Laws regarding electors vary from state to state, but in Colorado they dictate that an elector must vote for the presidential ticket that receives the most votes during the election. The penalty for breaking this law can include a $1,000 fine or up to one year in prison.
Though Baca and Nemanich are both Democrats, they were willing to vote for a Republican candidate other than the President-elect, if electors bound to him also switch, in an attempt to deny Trump the 270 electoral votes required to win. Only one Republican, Texas elector Chris Suprun, has agreed to go along with their plan.
“The United States was set up as a republic. Alexander Hamilton provided a blueprint for states’ votes. Federalist 68 argued that an Electoral College should determine if candidates are qualified, not engaged in demagogy, and independent from foreign influence,” Suprun wrote in an opinion piece for the New York Times. “Mr. Trump shows us again and again that he does not meet these standards. Given his own public statements, it isn’t clear how the Electoral College can ignore these issues, and so it should reject him.”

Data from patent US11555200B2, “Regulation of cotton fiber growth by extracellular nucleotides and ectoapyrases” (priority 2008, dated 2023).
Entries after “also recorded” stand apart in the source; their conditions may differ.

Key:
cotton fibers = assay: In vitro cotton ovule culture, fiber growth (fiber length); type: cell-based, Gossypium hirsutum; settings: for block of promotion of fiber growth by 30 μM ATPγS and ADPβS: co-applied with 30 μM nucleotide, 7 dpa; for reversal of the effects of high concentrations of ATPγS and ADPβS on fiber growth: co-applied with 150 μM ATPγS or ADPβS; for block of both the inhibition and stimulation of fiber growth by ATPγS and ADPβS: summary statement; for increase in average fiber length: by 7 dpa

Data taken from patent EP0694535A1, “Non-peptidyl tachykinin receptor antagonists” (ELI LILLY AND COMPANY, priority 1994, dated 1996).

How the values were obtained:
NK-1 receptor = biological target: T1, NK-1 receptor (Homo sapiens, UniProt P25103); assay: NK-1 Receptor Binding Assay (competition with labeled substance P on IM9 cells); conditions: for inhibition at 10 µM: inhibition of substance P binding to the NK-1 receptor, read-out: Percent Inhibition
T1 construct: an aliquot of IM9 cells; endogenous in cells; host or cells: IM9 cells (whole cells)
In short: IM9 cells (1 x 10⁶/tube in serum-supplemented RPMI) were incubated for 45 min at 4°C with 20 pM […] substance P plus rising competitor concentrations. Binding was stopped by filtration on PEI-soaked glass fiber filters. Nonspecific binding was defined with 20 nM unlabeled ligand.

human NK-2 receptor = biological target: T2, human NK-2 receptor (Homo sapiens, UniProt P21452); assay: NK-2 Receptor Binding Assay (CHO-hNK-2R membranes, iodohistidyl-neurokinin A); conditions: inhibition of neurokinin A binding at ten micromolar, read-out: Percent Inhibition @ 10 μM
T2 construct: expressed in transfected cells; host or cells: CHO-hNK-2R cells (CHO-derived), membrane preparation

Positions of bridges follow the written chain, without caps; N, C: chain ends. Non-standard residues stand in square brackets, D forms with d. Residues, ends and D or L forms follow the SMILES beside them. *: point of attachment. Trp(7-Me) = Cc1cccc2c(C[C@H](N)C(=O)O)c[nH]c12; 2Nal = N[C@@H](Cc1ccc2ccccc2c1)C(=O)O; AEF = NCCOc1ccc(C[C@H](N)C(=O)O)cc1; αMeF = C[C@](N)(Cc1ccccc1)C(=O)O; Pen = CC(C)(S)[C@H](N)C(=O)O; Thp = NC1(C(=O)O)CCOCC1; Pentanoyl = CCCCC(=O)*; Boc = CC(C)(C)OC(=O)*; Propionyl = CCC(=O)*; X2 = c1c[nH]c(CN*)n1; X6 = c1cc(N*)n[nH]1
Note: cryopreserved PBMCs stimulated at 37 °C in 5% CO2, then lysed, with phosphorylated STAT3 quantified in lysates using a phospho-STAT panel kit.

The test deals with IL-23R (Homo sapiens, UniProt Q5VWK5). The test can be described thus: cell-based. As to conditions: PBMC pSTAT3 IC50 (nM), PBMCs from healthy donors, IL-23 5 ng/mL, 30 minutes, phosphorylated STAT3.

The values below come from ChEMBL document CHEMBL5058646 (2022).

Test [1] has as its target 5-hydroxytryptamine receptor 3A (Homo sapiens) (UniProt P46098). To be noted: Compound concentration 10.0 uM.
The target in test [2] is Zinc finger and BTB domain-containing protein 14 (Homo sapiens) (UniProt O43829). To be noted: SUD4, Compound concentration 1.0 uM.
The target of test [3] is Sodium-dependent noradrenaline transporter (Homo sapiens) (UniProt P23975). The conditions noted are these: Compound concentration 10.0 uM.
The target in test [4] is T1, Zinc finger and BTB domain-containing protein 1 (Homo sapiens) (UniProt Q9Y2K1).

During the court hearing, the Colorado attorney general's office argued that the efforts of the electors to cast their vote based on their interpretation of statutes undermines democracy.
"What we're asking the court to do is protect against the chaos that would ensue from faithless electors failing to perform their state law duties," Chris Jackson argued.
“The electors were created so that they, as a deliberative body, would be ‘detached’ and less prone to be influenced by the ‘heats and ferments’ of a raucous election,” the eight-page complaint filed with the court had stated. “The electors would help ensure ‘the office of President [would] never fall to the lot of any man who is not in an eminent degree endowed with the requisite qualifications.’ The electors create an ‘obstacle’ to ‘cabal, intrigue, and corruption’ and prevent ‘foreign powers [from] gain[ing] an improper ascendant in our councils.’”
“The Electoral College, then, including Plaintiffs, must be free to vote for any candidate so as to avoid electing someone, such as Messrs. Trump and Pence, who only have ‘[t]alents for low intrigue, and the little arts of popularity.’”
On Monday, District Judge Wiley Daniel, who was appointed by President Bill Clinton, called the elector’s lawsuit a “political stunt.”
The Ballot Access Manager previously wrote to the duo stating that they would be replaced if they did not vote for the candidate selected by the state’s popular vote. Their right to replace an elector that does not comply was upheld by Denver Judge Elizabeth Starrs.